of the U.S. presence in Binh Tri Thien
province, five years after the
Vietnamese defeated U.S. troops.
(Indochina Issues 12/89).
The U.S. government has never rec-
ognized that it was beaten in Vietnam.
For the past decade, it has continued its
,war with trade embargoes instead of
soldiers and bombs.
The United States has blocked the
yVietnamese from receiving World Bank
and International Monetary Fund loans,
the principle source of capital for de-
veloping nations. It has also success-
fully pressured its allies to keep the
Vietnamese out of the Association of
'South East Asian Nations, a regional
:trade organization.
American policies have dragged
Vietnam into deeper poverty and forced
.the nation into economic dependence
on the Soviet Union - one of its few
sources of aid. As of 1984, Vietnam
;owed the Soviets more than $4 billion,
in addition to its other debts to Europe
and the East Bloc (Far Eastern
Economic Review 11/15/84).
*
Two red herrings are often used to
justify America's embargo of Vietnam:
the invasion of Kampuchea and the
rbodies of U.S. war dead.
Vietnam invaded Kampuchea in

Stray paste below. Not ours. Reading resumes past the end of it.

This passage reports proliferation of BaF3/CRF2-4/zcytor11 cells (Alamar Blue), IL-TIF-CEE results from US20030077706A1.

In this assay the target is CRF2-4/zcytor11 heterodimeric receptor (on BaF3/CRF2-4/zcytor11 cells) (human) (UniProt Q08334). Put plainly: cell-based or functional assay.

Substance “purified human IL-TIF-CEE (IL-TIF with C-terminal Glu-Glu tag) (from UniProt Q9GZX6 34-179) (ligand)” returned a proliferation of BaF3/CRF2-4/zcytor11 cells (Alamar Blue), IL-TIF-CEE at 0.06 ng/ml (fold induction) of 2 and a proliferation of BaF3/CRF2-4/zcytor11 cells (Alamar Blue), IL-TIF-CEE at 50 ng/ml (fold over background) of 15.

December1978. At that time, the

longed occupation of Kampuchea, but
its fears of the Pol Pot regime were le-
gitimate. The United States - itself
guilty of prolonged occupation - had
not paid Vietnam the billions of dollars
in war reparations (which it still owes),
and was not proposing any solution to
the Kampuchean raids.
U.S. complaints about the
Vietnamese occupation serve to divert
attention from its own crimes against
Kampuchea. In President Nixon's final
term, the U.S. dropped 400,000 tons
of bombs on Kampuchea, installed the
Lon Nol government with a CIA-engi-
neered coup, and then cut off aid when
it appeared that the Khmer Rouge had
won. This was when Phnom Penh was
entirely dependent on the U.S. for food
rations - which amounted to only
280g of rice per family per day
(Hilderbrand and Porter, Cambodia:
Starvation and Revolution, 1976).
Quite simply the U.S. eliminated all
alternatives to the Pol Pot regime and
then blamed Vietnam for engaging in
self-defense.
To the Washington mindset, the de-
mand for the repatriation of U.S. war
dead is also legitimate. The thinking is
that the United States has the right to
carpet-bomb Vietnam, destroy its
economy with an embargo, and then
ask the Vietnamese people for favors.
What's astonishing is not the demand,
but the fact that Vietnamese govern-
ment has complied with the requests by
looking for Americans still in the

for first-year students, but it takes it away
in their sophomore year, forcing many
students of color to drop out. This injus-
tice continues, while University President
Duderstadt claims aid has been increased
by more than 40 percent. The University